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    • what rights of access do you have on your agreement with the landlord?   i suspect you shouldn't have to pay a thing.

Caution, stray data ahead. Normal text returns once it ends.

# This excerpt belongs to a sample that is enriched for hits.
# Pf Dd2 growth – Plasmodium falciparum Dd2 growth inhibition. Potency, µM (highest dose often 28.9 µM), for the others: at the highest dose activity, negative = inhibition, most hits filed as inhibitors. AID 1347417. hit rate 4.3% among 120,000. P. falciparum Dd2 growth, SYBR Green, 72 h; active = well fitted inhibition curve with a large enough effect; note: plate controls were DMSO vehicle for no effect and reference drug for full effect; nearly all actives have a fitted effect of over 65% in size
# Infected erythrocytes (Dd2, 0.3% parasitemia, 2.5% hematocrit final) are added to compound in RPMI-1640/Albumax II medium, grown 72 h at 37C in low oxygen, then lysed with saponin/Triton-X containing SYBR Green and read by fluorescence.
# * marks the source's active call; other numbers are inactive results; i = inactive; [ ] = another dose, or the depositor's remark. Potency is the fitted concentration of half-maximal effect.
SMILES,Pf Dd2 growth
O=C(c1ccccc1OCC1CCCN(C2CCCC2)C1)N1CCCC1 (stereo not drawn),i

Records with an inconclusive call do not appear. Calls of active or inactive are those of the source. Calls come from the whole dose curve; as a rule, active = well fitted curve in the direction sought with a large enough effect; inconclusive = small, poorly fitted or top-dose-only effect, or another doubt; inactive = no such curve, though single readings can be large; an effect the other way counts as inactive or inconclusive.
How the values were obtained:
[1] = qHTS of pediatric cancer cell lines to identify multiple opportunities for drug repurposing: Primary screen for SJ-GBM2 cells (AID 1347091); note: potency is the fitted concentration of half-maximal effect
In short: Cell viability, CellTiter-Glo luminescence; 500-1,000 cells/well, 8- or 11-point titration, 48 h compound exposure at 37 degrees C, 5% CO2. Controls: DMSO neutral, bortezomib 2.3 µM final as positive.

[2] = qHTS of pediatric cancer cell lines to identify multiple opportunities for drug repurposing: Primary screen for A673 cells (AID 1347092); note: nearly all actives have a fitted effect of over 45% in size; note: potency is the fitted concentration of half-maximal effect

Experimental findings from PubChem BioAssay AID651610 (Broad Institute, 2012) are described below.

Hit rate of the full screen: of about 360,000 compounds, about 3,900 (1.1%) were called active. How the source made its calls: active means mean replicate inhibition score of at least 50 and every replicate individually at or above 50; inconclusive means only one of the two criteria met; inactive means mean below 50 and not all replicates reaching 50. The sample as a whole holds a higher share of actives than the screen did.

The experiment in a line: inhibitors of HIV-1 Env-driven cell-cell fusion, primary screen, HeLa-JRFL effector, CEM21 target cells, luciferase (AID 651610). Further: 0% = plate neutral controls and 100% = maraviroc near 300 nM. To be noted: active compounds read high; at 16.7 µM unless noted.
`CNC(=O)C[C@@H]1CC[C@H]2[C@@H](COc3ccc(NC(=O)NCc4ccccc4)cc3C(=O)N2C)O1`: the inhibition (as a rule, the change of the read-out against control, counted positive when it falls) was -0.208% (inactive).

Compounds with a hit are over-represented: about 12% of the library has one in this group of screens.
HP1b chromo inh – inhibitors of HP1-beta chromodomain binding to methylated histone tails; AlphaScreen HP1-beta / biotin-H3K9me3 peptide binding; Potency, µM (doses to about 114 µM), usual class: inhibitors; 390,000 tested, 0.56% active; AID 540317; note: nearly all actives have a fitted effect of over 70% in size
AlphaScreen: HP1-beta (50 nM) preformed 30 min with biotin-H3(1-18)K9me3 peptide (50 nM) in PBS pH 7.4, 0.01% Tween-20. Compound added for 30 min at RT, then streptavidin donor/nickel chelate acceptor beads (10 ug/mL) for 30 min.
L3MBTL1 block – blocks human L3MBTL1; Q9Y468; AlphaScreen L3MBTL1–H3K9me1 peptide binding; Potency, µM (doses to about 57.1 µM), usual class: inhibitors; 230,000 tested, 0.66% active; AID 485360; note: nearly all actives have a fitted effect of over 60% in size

• then there is your proof to them why would you pay for BB twice!!   for my notes: GENERAL NOTES ON CHARGEBACK & Continuous Payment Authority & BACS   .....  We have been telling people to put a letter into their bank instructing them  not to make any payments under any circumstances to these companies  . http://whatconsumer.co.uk/visa-debit-chargeback/- it works! usually this should be done using the number on your debit card  .  banks MUST follow written intructions from their customers ! . CANCELLING YOUR DEBIT CARD DOES NOT STOP CPA'S  .  This fsa guide has now been updated:  . http://www.fsa.gov.uk/static/pubs/consumer_info/know_your_rights_guide.pdf http://www.fca.org.uk/news/continuous-payment-authorities-your-right-to-cancel https://www.fca.org.uk/consumers/unauthorised-payments-account  .  Here's the text:  .  Cancelling a regular  card payment:  .  When you give your credit or debit card details to a company and authorise them to take regular payments from your account,   such as for a gym membership or magazine subscription,  it is known as a ‘recurring transaction’ or ‘continuous payment authority’.  . These are often confused with direct debits, but do not offer the same guarantee if the amount or date of the payment changes.  .  In most cases, regular payments can be cancelled by telling the company taking the payments.   .  However,   you have the right to cancel them directly with your bank or card issuer by telling it that you have stopped permission for the payments.   Your bank or card issuer must then stop them – it has no right to insist that you agree this first with the company taking the payments.  .  Be aware, though, that you will still be responsible for paying any money that you owe. and that CANCELLING YOUR CARD WILL NOT STOP THE CPA  .  ..  .  New june 2013  .  Regulator orders Banks and mutuals to review complaints about not cancelling recurring payments from November 2009.  .  Consumers who have set up a regular payment from their account will now be able to successfully cancel that arrangement   by contacting their card provider, the Financial Conduct Authority said.  .  The FCA has been examining how easy it is for customers to cancel Continuous Payment Authorities (CPAs)   due either to payday lendersicon or for other regular payments such as subscriptions or gymicon memberships.  .  CPAs, which are also commonly called recurring transactions or recurring payments,   are relatively easy to set up but can be hard to cancel, causing problems for consumers trying to manage their finances,the FCA said.  .  Now, following the FCA review of how the largest high street banks and mutuals process requests to cancel CPAs, they have agreed that they will ensure that when   a customer asks for a recurring payment to end, that will be sufficient to cancel the arrangement. They have also confirmed that should a payment go through by   mistake following cancellation by a customer the customer will be refunded immediately.  .  In addition to securing this commitment, the largest banks and mutuals have agreed to review every individual complaint they have received about the non-  cancellation of a CPA and to pay redress where payments have continued to be made despite the customer cancelling the arrangement. This applies to all complaints   since November 2009 when the Financial Services Authority, the FCA’s predecessor, began regulating banking conduct.  .  Clive Adamson, the FCA’s director of supervision, said: “It’s important that consumers are confident that banks are meeting their everyday banking needs. Today   customers can be confident that when they ask for a Continuous Payment Authority to be cancelled – it will be cancelled - and that it can be done easily.   . “We recognise that historically this is an area where some customers have struggled but the banks and mutuals have responded positively to our work on this issue.   From now on we expect them to be getting this right. In addition, they have committed to review past complaints.” .  .  Also mentioned your displeasure that as whomever took your money had obviously attempted this many times   probably activating your banks own anti fraud software - nobody had the decency to inform my you this was going on.? .  .In the FSA's own words:  .  ..  What should I do about a payment from my account that I didn’t authorise?  .  Your bank must refund an unauthorised transaction.   Money can only be taken from your account if you have authorised the transaction   or if your bank can prove you were at fault –  . see below.  Contact your bank immediately if you notice an unauthorised payment from your account. .  If you are sure you did not authorise the payment, you can claim a refund.  .  However, your bank does not have to refund you if you do not tell it about the payment until 13 months  or more after the date it left your account.  .  Your bank must refund an unauthorised transaction  .  ------------------  .  Your bank may only refuse a refund for an unauthorised transaction if:  .  ? it can prove you authorised the transaction  – though your bank cannot simply say that use of your password,   card and PIN proves you authorised a payment; or .  ? it can prove you are at fault because you acted fraudulently,   or because you deliberately,   or with gross negligence, failed to protect the details of your card, PIN or password in a way that allowed the transaction  .  -----------------------  .  How quickly must my bank refund me for an unauthorised transaction?  .  The bank must make the refund immediately unless it has evidence that one of the above reasons applies.   Your bank may ask you to answer some questions and fill out a form confirming what has happened,   but it cannot delay your refund while it waits for you to return the form.  If the bank has evidence that one of the above reasons for refusing a refund applies,   it may investigate before making a refund   but must look into it as quickly as possible.   If your bank rejects your claim for a refund it should explain why.  If the transaction was on a credit card, the refund may not happen immediately.   But the card issuer cannot charge interest or ask for repayment of the amount unless it can prove you are liable to pay